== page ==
I just watched a great documentary called A Place Of Our Own. It’s about the Black families who spent their summer vacations on Oak Bluffs in Martha’s Vineyard and the sense of community that developed from their time there.
If you are unfamiliar with the Black upper-middle class background of Martha’s Vineyard, I will give a brief overview. Basically, as the film states, in the days before integration Black families wanted a place where they could go and experience leisure and also get away from the racism that they faced in their daily lives. Oak Bluffs became the prime place for African-American to spend their leisure time because during the 1900s-1960s, many other areas in New England were de facto segregated …but Oak Bluffs became a safe haven. It was a place where African-Americans could reside peacefully, purchase waterfront property and enjoys the fruits of life without having to experience everyday racism.
The creator of the film Stanley Nelson chronicles his time growing up in Oak Bluffs and the impact that it had on his life. One of the main themes of the documentary is the sense of community that Oak Bluffs gave to African-Americans.
For example, Mr. Nelson grew up in a predominately white school in New York. Everyday he was faced with being the odd one out in the bunch. In one incident, he describes how a West African girl came to the school and the white children derided her for her west african surname and her hair. Mr. Nelson describes how he joined in on the mockery, but when the little girl looked at him and said, with tears in her eyes, “i thought you of all people would know better,” Nelson felt ashamed.
“as i got older, i was uncomfortable being one of the few black kids in a sea of white faces, by the time i was a teenager, i started looking at my classmates differently…i knew that no some deep unspoken level, i wasn’t really one of them.”
Oak Bluffs gave Nelson and many other people a place where they could be themselves and not feel ashamed. They were in a place where everyone was Black and for once they fit right in. Every summer her went to experience the leisurely air of Oak Bluffs and built friendships with other African-American children of a similar background. He describes a life of cocktail parties for the adults, beach fun for the children and dancing lessons where he learned how to grind…lol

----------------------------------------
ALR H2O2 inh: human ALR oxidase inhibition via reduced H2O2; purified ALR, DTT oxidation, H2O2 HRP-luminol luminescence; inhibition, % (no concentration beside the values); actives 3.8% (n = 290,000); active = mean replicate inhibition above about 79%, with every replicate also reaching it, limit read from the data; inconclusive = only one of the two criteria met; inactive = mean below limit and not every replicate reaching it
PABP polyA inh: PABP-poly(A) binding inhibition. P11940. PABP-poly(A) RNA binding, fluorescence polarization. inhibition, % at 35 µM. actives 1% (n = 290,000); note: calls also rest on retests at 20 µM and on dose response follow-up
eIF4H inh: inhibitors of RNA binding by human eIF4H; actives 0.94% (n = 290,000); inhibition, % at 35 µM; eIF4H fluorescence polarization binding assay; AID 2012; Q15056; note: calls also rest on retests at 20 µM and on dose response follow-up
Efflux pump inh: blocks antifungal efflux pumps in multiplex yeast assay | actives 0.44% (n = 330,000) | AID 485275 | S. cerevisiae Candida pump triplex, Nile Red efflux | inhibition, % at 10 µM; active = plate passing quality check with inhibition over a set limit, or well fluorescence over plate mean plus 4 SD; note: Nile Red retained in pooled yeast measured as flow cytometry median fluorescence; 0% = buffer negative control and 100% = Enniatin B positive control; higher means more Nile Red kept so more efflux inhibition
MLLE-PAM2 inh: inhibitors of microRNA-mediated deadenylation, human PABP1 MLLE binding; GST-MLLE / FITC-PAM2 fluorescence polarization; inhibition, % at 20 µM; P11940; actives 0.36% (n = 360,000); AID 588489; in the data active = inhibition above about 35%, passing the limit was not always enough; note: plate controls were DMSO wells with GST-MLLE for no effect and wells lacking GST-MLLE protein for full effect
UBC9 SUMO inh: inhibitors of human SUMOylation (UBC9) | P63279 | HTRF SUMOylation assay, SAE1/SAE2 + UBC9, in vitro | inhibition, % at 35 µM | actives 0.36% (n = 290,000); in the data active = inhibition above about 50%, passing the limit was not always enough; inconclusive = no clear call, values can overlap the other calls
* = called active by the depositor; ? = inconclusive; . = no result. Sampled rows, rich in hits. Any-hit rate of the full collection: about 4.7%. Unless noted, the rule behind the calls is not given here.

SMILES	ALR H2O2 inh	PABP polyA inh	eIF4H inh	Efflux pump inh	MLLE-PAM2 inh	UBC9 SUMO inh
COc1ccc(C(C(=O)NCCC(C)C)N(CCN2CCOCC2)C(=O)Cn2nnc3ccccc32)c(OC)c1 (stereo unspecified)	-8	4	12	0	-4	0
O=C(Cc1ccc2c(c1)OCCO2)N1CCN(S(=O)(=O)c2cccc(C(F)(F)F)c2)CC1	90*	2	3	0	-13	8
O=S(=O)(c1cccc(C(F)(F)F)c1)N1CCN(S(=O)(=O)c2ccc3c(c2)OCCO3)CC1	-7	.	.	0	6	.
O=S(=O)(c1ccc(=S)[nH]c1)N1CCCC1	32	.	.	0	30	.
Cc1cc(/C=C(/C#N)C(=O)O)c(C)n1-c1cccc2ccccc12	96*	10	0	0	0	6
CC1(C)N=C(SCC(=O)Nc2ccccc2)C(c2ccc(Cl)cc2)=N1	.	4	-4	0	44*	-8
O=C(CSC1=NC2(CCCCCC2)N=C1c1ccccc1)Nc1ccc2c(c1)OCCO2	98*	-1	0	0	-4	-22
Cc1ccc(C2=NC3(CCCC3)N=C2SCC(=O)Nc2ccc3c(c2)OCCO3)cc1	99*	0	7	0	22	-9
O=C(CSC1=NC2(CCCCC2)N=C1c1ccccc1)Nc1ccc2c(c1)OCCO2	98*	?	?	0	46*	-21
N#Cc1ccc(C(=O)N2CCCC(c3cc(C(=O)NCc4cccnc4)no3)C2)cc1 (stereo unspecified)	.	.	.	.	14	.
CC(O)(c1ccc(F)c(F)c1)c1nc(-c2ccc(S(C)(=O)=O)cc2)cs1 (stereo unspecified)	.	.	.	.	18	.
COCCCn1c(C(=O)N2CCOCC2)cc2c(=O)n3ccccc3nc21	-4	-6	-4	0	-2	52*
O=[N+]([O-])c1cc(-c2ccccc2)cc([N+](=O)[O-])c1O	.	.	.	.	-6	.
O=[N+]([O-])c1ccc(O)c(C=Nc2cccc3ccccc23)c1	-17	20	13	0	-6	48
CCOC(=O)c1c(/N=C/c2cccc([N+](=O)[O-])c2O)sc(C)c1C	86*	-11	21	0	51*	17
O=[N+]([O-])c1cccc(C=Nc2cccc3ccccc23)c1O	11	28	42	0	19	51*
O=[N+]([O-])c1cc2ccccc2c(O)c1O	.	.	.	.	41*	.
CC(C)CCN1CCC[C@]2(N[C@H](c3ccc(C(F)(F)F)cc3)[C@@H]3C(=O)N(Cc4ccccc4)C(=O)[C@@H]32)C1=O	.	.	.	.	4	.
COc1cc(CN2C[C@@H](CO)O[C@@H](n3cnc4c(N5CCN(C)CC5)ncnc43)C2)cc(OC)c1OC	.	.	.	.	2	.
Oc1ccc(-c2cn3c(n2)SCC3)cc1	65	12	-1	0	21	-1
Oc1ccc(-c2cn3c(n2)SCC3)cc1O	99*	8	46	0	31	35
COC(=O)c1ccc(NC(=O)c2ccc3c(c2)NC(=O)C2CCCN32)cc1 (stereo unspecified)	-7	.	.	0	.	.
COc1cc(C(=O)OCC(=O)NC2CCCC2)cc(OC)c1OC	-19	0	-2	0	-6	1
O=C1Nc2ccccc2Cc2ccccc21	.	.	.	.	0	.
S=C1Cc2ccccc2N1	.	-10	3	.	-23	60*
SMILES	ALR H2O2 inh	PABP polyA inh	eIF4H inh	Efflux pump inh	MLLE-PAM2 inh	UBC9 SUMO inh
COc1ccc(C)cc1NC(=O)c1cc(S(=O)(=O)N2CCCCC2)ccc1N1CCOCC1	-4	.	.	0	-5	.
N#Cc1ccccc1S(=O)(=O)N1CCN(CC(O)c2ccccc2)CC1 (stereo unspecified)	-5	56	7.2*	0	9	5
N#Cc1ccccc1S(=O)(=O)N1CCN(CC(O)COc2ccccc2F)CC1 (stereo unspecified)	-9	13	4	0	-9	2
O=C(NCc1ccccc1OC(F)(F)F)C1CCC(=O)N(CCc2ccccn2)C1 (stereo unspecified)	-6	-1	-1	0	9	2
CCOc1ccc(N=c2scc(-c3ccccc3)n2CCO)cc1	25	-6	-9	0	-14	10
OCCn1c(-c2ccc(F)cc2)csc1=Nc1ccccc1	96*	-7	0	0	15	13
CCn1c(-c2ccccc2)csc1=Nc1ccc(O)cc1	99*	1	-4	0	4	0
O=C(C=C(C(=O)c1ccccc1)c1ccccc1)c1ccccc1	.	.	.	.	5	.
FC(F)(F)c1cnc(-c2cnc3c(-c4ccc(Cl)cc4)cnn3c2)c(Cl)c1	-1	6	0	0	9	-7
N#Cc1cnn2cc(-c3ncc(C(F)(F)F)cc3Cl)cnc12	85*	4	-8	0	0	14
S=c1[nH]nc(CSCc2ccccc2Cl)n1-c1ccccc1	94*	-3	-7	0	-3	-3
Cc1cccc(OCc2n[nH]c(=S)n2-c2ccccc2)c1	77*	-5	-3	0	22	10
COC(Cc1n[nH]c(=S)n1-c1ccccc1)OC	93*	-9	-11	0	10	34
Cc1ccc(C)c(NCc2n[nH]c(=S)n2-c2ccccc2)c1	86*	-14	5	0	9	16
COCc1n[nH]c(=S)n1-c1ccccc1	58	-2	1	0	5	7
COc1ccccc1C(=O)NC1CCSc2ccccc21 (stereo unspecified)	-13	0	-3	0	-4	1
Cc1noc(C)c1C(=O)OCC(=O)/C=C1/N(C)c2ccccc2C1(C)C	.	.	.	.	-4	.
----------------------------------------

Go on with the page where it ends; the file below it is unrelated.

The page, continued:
However, Oak Bluffs wasn’t perfect, like many places in the African-American community, there were colorism issues. One darker-skinned Black woman who grew on the Vineyard described how at dances, she always felt saddened when she wouldn’t be asked to dance. She felt this was largely due to the colorism that permeated the culture at that time. Eventually, her father purchased her a special gift so that she would fit in with the rest of the children at Oak Bluffs…but she felt that her other sisters, who were also dark-skinned, didn’t return to the Vineyard because of their experience with colorism.
At the end of the film, Nelson describes how the sense of community in Oak Bluffs dwindled with the advent of integration. As more areas in Martha’s Vineyard became open to African-Americans, some purchased homes outside of Oak Bluffs…while others stopped coming to Oak Bluffs altogether.
The last portion of the film saddened me because such a vibrant part of African-American culture seemed to be lost due to the desire to assimilate into white society. Racism was the main reason that well-to-do African-Americans poured into Oak Bluffs in the first place and to see that disintegrate was saddening to me.
It reminded me of how I felt growing up in a predominately white neighborhood and school. It was fine to be in that environment as a child, but as I’ve gotten older, it’s become increasingly more unbearable to be the only Black person all the time. I am constantly alone in my neighborhood, which is filled with white families. All of my white friends that I knew from when I was little have moved on and we’ve lost contact. I have to say that as I’ve gotten older, I have wondered why my family and so many other Black families pushed integration on their children so much that it seems like we had to sell our culture out just to go to the best white prep school in town or live in that nice, white suburban house.
If one thing integration did, was drive a wedge between Blacks and separate us…whereas before, we had to create our own spaces because we weren’t welcome anywhere else. That is why I have mixed feelings about integration…but that is another post entirely, which I’ll be doing soon enough.
I have visited Oak Bluffs before, but my family were not the Martha’s Vineyard class back in the day. We were farmers, who lived in the country and fished…it was only later that we became what is considered bougie. Well…my mother’s side was country and my father’s side tried to be bougie, but they weren’t. However, today I definitely feel like I can relate to those who sought out a safe space at Oak Bluffs…I also know how good it feels to be in a place where you can relax and be the norm, its kind of how I felt when I visited Bahia and for once I looked like everyone else and I didn’t stand out.
I wish that we (my generation of African-Americans) had a place to call our own too.
Any way, I really enjoyed the film…it’s heartwarming. It’s hard to find, but you can watch it on stream via amazon for $2.99, I recommend it.
read more about the film here: http://www.pbs.org/independentlens/placeofourown/talkback.html